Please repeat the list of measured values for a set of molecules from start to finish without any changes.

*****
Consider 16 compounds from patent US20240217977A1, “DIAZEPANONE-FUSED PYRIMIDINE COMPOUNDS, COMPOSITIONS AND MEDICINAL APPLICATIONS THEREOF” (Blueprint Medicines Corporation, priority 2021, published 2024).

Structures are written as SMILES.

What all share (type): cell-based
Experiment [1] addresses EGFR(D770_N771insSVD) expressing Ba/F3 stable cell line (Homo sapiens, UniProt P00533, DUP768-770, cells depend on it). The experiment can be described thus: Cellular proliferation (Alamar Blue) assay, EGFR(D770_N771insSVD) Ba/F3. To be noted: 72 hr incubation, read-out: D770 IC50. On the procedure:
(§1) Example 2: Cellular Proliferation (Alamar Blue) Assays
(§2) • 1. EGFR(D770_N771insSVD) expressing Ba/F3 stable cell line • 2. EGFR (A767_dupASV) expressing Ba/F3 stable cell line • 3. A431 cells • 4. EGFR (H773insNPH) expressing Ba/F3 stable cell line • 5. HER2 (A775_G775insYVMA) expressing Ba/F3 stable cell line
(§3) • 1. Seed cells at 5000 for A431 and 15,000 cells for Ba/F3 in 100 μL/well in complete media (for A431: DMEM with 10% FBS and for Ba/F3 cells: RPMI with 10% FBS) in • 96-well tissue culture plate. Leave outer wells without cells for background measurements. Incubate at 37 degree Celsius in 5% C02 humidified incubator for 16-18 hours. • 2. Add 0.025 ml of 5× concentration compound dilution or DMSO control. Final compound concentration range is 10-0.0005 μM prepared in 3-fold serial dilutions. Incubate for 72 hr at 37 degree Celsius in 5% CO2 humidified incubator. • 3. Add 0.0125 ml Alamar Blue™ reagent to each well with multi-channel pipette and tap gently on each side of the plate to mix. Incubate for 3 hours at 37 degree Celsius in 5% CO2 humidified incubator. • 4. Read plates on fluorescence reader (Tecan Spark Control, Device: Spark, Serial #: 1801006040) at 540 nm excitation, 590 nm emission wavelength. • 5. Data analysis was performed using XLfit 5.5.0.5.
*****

Consider 16 compounds from patent US20240217977A1, “DIAZEPANONE-FUSED PYRIMIDINE COMPOUNDS, COMPOSITIONS AND MEDICINAL APPLICATIONS THEREOF” (Blueprint Medicines Corporation, priority 2021, published 2024).

Structures are written as SMILES.

What all share (type): cell-based
Experiment [1] addresses EGFR(D770_N771insSVD) expressing Ba/F3 stable cell line (Homo sapiens, UniProt P00533, DUP768-770, cells depend on it). The experiment can be described thus: Cellular proliferation (Alamar Blue) assay, EGFR(D770_N771insSVD) Ba/F3. To be noted: 72 hr incubation, read-out: D770 IC50. On the procedure:
(§1) Example 2: Cellular Proliferation (Alamar Blue) Assays
(§2) • 1. EGFR(D770_N771insSVD) expressing Ba/F3 stable cell line • 2. EGFR (A767_dupASV) expressing Ba/F3 stable cell line • 3. A431 cells • 4. EGFR (H773insNPH) expressing Ba/F3 stable cell line • 5. HER2 (A775_G775insYVMA) expressing Ba/F3 stable cell line
(§3) • 1. Seed cells at 5000 for A431 and 15,000 cells for Ba/F3 in 100 μL/well in complete media (for A431: DMEM with 10% FBS and for Ba/F3 cells: RPMI with 10% FBS) in • 96-well tissue culture plate. Leave outer wells without cells for background measurements. Incubate at 37 degree Celsius in 5% C02 humidified incubator for 16-18 hours. • 2. Add 0.025 ml of 5× concentration compound dilution or DMSO control. Final compound concentration range is 10-0.0005 μM prepared in 3-fold serial dilutions. Incubate for 72 hr at 37 degree Celsius in 5% CO2 humidified incubator. • 3. Add 0.0125 ml Alamar Blue™ reagent to each well with multi-channel pipette and tap gently on each side of the plate to mix. Incubate for 3 hours at 37 degree Celsius in 5% CO2 humidified incubator. • 4. Read plates on fluorescence reader (Tecan Spark Control, Device: Spark, Serial #: 1801006040) at 540 nm excitation, 590 nm emission wavelength. • 5. Data analysis was performed using XLfit 5.5.0.5.